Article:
Willy Potts (who appears to be about 9-12 years old) and his dad dislike the tourists who visit the beach where they live each summer.  They are loud and reckless and an all around disruption to the simple, fisherman’s life Willy and his dad have.

“Thick as sand fleas and twice as pesky,” muttered Joe Potts.
“Summerfolk,” grumbled Willy.

But one day, Willy takes his rundown old boat into the swamp and meets a “summerfolk” who has created an exciting pirate ship raft that wants to pull Willy through the swamp to meet other kids with other strange abodes or boats.  They commence to pick up other strange, exciting, kind children with exotic names as Twyla Loo and Cork and Fedderly.  They eat and climb trees and tell stories and have a grand old time until it is time for the summerfolk to head home.

As you can imagine, Willy has quite changed his mind by now (still needs to convince his dad of this) and ponders carefully at the end of the story:

“I reckon there’s summerfolk and summerfolk.”

Like? Share:
Share

Night Knight: Pick of the Week

Here is a fresh bedtime story!  Released in the US just this year, Night Knight(not to be confused with the fun little homonym book: Night, Knight is an excellent end-of-the-day ritual book. There are few words… but it is the artwork  that is truly memorable.  The limited palette is so rich to look at; I was surprised that this was done entirely with digital media. It reminds me just a tad of some of Maurice Sendak’s work.  One reviewer hit it spot on: you could essentially buy the book just to cut up (*gasp*) for the artwork to hang in a young lad’s room… it’s that good.  Anyway, this was one of those welcome surprise grabs from the library and my five year old son and I had a good time exploring some of the pictures.  I am eager now to check out author/illustrator Owen Davey’s original, wordless story: Foxly’s Feast.

Like? Share:
Share

Andrew Henry’s Meadow: Reissued

I’ve said dozens of times that asking a book lover to choose a favorite book is tantamount to asking a mother to choose a favorite child.  There is however one particular author/illustrator of whom I am especially fond.  If there was a forced admission of my Top Five children’s books of all times, two of her titles would be in that list.  This is Doris Burn.  She illustrated a book very dear to me (which incidentally was republished in 1999 with inferior artwork and a reduced family size) which sent me on a search for other Doris Burn titles (I am so excited that The Summerfolk will be showing up in the mail soon too!!!).  She is most famous for Andrew Henry’s Meadow.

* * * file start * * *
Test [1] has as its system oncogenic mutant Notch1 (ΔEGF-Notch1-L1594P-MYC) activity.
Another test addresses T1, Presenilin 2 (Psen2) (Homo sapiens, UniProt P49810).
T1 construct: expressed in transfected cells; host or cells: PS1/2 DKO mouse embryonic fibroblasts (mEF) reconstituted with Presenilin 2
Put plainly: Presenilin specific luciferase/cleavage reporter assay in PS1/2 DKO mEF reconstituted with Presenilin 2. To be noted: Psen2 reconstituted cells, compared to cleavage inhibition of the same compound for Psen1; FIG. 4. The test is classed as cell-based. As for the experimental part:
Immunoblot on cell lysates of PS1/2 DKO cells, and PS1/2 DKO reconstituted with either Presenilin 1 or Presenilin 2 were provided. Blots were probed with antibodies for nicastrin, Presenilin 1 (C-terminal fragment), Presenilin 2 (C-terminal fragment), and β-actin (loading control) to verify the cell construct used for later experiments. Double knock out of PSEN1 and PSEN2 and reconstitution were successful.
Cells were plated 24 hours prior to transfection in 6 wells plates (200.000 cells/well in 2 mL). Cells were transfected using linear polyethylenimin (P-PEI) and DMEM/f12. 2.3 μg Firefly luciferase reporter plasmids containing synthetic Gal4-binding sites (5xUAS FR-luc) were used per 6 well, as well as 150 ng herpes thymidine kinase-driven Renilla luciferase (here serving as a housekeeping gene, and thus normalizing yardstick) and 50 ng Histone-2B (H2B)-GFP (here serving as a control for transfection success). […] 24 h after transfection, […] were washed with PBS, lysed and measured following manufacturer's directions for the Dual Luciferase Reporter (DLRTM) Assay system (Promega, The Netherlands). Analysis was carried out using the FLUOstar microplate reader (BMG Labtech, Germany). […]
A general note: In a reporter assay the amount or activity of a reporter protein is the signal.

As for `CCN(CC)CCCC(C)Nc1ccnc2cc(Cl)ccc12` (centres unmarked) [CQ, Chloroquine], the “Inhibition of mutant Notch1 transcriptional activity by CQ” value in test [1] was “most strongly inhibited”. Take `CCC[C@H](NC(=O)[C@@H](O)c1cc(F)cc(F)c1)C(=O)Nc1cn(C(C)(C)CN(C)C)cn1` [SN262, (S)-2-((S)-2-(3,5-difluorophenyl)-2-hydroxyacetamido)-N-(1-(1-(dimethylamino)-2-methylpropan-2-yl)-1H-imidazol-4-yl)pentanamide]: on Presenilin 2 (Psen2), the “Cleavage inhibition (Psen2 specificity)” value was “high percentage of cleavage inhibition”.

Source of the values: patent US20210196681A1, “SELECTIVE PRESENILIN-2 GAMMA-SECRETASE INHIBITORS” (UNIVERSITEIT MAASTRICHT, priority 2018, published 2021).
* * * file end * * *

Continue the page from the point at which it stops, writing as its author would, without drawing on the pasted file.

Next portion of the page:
Until yesterday, that book was out of print, selling on the used market for $35 or more. But thank heavens publishers have some sense and aren’t committed to just churning out “newer, better” books all the time.  Andrew Henry’s Meadow has delighted young and old alike for several generations.  And now, you can purchase it for the bargain price of $11 at amazon.  It’s worth every penny.  Best of all, the publishers didn’t mess with the story at all.  There are still five children in the family.  The only discernible difference is the childish font they used for the front cover (I’m not a fan.) and the size of the book overall is slightly reformatted.  While the story takes place in the springtime, it makes for fine summer reading as well.  Now, there is a movie being made based on this book (I am both frightened and excited to see what Hollywood will do to this) and I’m sure that’s why it’s back in print, but we still can voice our appreciation in one major way: go purchase this book!  Our dollars speak and publishers hear the almighty dollar.  If we buy mediocre garbage, they’re happy to continue publishing it.  If we buy excellent, innovative books, they’ll publish them.  The book makes for excellent gift giving to any middle child you know, any creative child you know, any 7-12 year old boy you know, or any child at all really.  It is a standout picture book.  Thank you Philomel Books for reissuing one of the great titles in children’s literature… may there be many more to come!

Like? Share:
Share